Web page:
‘Project Just’ Gamifys Fashion Transparency from the Ground Up

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Project Just’s online platforms connect consumers with data on the brands they love. 

People are literally losing their lives to supply the world with fast fashion.

In 2013, a fire broke out at in a Bangladesh garment factory, causing the building to collapse and inevitably killing over 1,000 workers. It wouldn’t be the last time where fashion factory conditions and lax safety regulations would undergo massive scrutiny in the public eye.

Promises abound with retail behemoths like H&M and Gap, Inc. — which use multiple factories to source apparel supplied to their hundreds of global retail locations — vowing to clean up their act without much evidence of doing so.  

Despite the severe tragedies and reality of present-day retail behavior which has direct impact on both the global labor force and the planet, consumers are turning toward a sundry of new companies that promise transparency from the ground up — skipping those that they can no longer trust to deliver on their promises to be ethical citizens.

To help add fuel to the fire for transparency within the industry, Natalie Grillon co-founded Project Just with Shahd AlShehail three years ago when they met as global Acumen fellows.

Driven as a movement to provide education in the form of a social networking tool, Project Just is an online platform that reviews brands for their supply chain ethics and sustainability. Adding in a gamification element, users can ‘upvote’ or ‘downvote’ brands based on their sustainability practices. The group also publishes shopping guides of the best brands under its ‘Just Approved‘ seal.

We spoke with Grillon to further discuss the transparency challenges fashion brands face, and why storytelling by way of gamifying the shopping experience is changing the way consumers think about their favorite brands.

TriplePundit: Why is transparency important to both consumers and brands?

Natalie Grillon: For consumers, it’s all about expecting experience with brands beyond just a purchase; they want to know the story behind the brand, relate to the brand on a personal level and a values level. Transparency is a part of all of these emotional and social behaviors.

Millennials and Generation Z also don’t trust brands. You have to win their trust and prove [your ethics]. Post-recession insights on sustainability issues [within the fashion industry] have left people skeptical. It all ties into trust. With the prevalence of information about brand practices, people want proof that brands are truly doing what they say they are doing from beginning to end.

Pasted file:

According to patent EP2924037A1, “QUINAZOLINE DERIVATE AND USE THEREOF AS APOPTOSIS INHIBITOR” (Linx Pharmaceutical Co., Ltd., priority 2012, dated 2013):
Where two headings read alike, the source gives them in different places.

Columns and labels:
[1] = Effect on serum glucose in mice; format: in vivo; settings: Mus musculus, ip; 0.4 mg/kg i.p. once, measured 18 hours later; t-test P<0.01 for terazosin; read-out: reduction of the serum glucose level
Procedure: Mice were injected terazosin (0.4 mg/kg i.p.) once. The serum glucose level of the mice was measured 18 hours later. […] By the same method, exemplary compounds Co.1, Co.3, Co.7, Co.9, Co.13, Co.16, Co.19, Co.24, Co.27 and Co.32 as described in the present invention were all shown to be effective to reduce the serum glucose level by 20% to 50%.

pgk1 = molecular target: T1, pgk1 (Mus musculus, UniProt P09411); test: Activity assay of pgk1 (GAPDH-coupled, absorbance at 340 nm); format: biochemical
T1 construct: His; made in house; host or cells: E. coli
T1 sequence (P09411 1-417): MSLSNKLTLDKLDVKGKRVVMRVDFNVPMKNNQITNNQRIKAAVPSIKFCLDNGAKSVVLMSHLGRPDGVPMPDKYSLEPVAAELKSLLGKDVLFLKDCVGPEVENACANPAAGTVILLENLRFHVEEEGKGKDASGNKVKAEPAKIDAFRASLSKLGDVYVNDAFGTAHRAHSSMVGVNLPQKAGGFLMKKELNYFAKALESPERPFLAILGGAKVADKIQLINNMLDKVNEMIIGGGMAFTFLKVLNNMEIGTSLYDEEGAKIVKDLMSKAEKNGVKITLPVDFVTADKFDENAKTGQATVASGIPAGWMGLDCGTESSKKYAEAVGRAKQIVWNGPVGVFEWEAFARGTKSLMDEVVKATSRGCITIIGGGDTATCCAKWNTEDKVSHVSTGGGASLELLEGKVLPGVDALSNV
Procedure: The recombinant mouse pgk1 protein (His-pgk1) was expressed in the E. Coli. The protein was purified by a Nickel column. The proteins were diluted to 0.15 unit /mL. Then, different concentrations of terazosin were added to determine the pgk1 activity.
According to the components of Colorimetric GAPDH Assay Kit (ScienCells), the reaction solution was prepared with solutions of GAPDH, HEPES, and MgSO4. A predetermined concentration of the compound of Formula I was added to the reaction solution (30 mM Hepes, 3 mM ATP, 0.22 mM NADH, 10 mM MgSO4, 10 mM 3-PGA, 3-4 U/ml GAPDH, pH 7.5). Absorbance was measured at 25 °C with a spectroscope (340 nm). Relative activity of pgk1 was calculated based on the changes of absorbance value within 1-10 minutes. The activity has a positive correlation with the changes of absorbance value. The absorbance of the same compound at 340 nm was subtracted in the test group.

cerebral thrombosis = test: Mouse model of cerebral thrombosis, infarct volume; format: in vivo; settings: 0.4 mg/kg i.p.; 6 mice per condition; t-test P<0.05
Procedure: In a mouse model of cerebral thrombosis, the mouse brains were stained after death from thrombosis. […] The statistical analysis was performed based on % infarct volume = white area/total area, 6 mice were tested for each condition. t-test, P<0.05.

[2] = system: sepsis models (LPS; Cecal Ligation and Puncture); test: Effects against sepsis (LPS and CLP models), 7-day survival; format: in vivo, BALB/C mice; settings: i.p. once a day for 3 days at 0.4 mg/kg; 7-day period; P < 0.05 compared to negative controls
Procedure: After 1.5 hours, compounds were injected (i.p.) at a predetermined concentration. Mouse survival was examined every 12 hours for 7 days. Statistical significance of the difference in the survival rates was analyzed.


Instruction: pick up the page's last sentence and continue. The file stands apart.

3p: Which brands do you feel are leading the way?

NG: There are a lot of small, interesting brands doing really interesting work while pushing the industry to innovate. I love Reformation for their Ref Scale; Duka Scarves for upcycling; Beru Kids for LA manufacturing and their use of dead stock; and Mudd Jeans for their leasing program. I was also excited about Levi’s recycled jeans initiative. Across the board as a big company, Adidas is really doing an incredible job working toward greater sustainability.

In terms of setting a standard for luxury in sustainability, the Kering Group — Stella McCartney, Balenciaga, etc. — is sharing a lot of their internal knowledge.  

3p: Do you believe this shift in the fashion industry is here to stay?

NG: Definitely. You can see the outcomes from this line of thinking around transparency and innovation across the board in the exciting new brands that are getting attention. Companies like Everlane, Eckhaus Latta and others come to mind.

You also see on the supply side the shift in the number of brands that are producing ethically and integrating this behavior into their manufacturing model from day one. With that said, there is still a lot to do and a long way to go.  

3p: What do you find surprising about how your users are interacting with and telling stories about the brands they love?

NG: It’s been interesting to see a lot of the votes on our platform: How many people upvote or downvote one of our brands based on their practices. Sometimes, their responses don’t align with what we would expect based on the brand’s transparency or practices. I think a lot of shoppers are still pretty naive on a lot of these issues around company ethics. However, they’re also as eager to learn.  

It’s also interesting to see how passionate some people are about getting it right by really trying to change their shopping behavior to have a positive impact with everyday choices.

3p: Why does Project Just exist? What’s the future of the platform, and how do you see it playing a critical role in the consumer/brand/impact relationship?

NG: We exist to change the way we shop. We want to increase transparency and accountability in the fashion industry through consumer demand. Consumer demand is the most powerful lever to shift a part of the industry that’s currently ignored. Government intervention and company-based self-regulation haven’t worked. We know that demand and sales data can shift practices.

Images via Project Just Facebook and Instagram

Sherrell Dorsey

Sherrell Dorsey is a social impact storyteller, social entrepreneur and advocate for environmental, social and economic equity in underserved communities. Sherrell speaks and writes frequently on the topics of sustainability, technology, and digital inclusion.

One response

  1. Wait… I think I missed the most important part… Is Project Just an app? You’ve said “social networking tool.” Access? How can regular consumers participate? Please offer a directive.

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